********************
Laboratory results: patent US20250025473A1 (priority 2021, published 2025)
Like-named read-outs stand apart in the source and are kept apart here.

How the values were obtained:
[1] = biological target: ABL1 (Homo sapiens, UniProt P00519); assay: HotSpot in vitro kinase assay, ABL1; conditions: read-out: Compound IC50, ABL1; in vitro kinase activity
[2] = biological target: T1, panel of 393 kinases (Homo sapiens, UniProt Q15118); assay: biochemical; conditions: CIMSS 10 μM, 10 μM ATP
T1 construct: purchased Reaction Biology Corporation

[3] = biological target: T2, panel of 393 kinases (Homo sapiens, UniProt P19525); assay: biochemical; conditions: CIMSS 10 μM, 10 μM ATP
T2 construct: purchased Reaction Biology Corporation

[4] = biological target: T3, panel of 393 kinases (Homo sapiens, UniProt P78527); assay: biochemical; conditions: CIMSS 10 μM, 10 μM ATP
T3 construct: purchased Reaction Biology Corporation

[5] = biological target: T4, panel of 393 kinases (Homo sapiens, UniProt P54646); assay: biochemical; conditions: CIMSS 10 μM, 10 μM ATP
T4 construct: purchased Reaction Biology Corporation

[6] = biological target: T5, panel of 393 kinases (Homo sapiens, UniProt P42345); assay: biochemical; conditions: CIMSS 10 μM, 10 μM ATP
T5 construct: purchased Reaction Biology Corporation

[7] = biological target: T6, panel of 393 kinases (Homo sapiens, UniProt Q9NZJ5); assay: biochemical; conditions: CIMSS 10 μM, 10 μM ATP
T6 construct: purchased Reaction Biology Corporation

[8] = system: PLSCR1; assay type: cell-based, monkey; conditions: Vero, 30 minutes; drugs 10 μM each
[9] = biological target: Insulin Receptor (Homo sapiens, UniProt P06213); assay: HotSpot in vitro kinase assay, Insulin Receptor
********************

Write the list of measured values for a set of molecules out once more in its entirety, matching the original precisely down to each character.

Laboratory results: patent US20250025473A1 (priority 2021, published 2025)
Like-named read-outs stand apart in the source and are kept apart here.

How the values were obtained:
[1] = biological target: ABL1 (Homo sapiens, UniProt P00519); assay: HotSpot in vitro kinase assay, ABL1; conditions: read-out: Compound IC50, ABL1; in vitro kinase activity
[2] = biological target: T1, panel of 393 kinases (Homo sapiens, UniProt Q15118); assay: biochemical; conditions: CIMSS 10 μM, 10 μM ATP
T1 construct: purchased Reaction Biology Corporation

[3] = biological target: T2, panel of 393 kinases (Homo sapiens, UniProt P19525); assay: biochemical; conditions: CIMSS 10 μM, 10 μM ATP
T2 construct: purchased Reaction Biology Corporation

[4] = biological target: T3, panel of 393 kinases (Homo sapiens, UniProt P78527); assay: biochemical; conditions: CIMSS 10 μM, 10 μM ATP
T3 construct: purchased Reaction Biology Corporation

[5] = biological target: T4, panel of 393 kinases (Homo sapiens, UniProt P54646); assay: biochemical; conditions: CIMSS 10 μM, 10 μM ATP
T4 construct: purchased Reaction Biology Corporation

[6] = biological target: T5, panel of 393 kinases (Homo sapiens, UniProt P42345); assay: biochemical; conditions: CIMSS 10 μM, 10 μM ATP
T5 construct: purchased Reaction Biology Corporation

[7] = biological target: T6, panel of 393 kinases (Homo sapiens, UniProt Q9NZJ5); assay: biochemical; conditions: CIMSS 10 μM, 10 μM ATP
T6 construct: purchased Reaction Biology Corporation

[8] = system: PLSCR1; assay type: cell-based, monkey; conditions: Vero, 30 minutes; drugs 10 μM each
[9] = biological target: Insulin Receptor (Homo sapiens, UniProt P06213); assay: HotSpot in vitro kinase assay, Insulin Receptor